I have only used it a few times so far and have not begun to maximize its feature set, I'm sure, so I can't offer up a comprehensive review or recommendation.

I have a ratty little MiniDisk player that was recommended to me by an NPR reporter, and I've never found any unit that can match its tones for clarity. Too bad it is not very feature-rich or flexible because it sounds amazing. Better than the modded R-4 Pro but a PITA to use and not useful in all circumstances or applications.
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Old June 25th, 2008, 09:48 AM   #14
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Well, here's Jay Rose's review at DV Mag:

"Bottom line: Edirol R-4 does a good job with 16-bit voice or music recordings, from virtually any line-level source, and we can recommend it for that purpose. Unfortunately, things are worse with mic-level signals. And at 24 bits, it just wastes media."
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Old June 29th, 2008, 01:06 PM   #15
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noise ?

bought one last year (r4pro) was happy with the preamps comparing it next to a sound devices. Only thing is I stupidly didnt have it turned up enough when testing, and now, when recording on the field it seems I have to have the thing right cranked if I want to get the dialog at around -18 to -12db. This brings in alot of noise.. which is depressing. (using me66)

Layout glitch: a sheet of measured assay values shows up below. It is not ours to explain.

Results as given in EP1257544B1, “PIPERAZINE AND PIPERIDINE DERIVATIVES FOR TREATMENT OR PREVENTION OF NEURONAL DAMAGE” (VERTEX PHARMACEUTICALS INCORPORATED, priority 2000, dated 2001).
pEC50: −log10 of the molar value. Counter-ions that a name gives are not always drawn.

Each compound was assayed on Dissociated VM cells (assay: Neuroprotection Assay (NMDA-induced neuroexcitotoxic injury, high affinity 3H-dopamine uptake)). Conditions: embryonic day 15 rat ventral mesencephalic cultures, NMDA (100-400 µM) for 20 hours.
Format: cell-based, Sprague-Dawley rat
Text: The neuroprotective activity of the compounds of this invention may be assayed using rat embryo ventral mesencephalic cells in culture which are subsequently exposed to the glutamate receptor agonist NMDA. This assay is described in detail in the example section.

However, I just did a voice-over recording in a soft, quiet room using an electo-voice dynamic handheld interview mic (not requiring power obviously) and it sounded damn good (talent had loud voice mind you..)

Dont have enough mics to do much testing.. is why I thought I'd poke around here.. hoping I had a bad me66 (bought it used) but might not be the case :(

One thing I've noticed for sure is the mixed reviews this thing gets.. ppl seem to love it or hate it. (are we getting different units?)

I'd love to get it modded, with a better pre-amp but can't find anywhere on that site that advertises it.. pls tell me how much you paid, and if it's worth it!

Cheers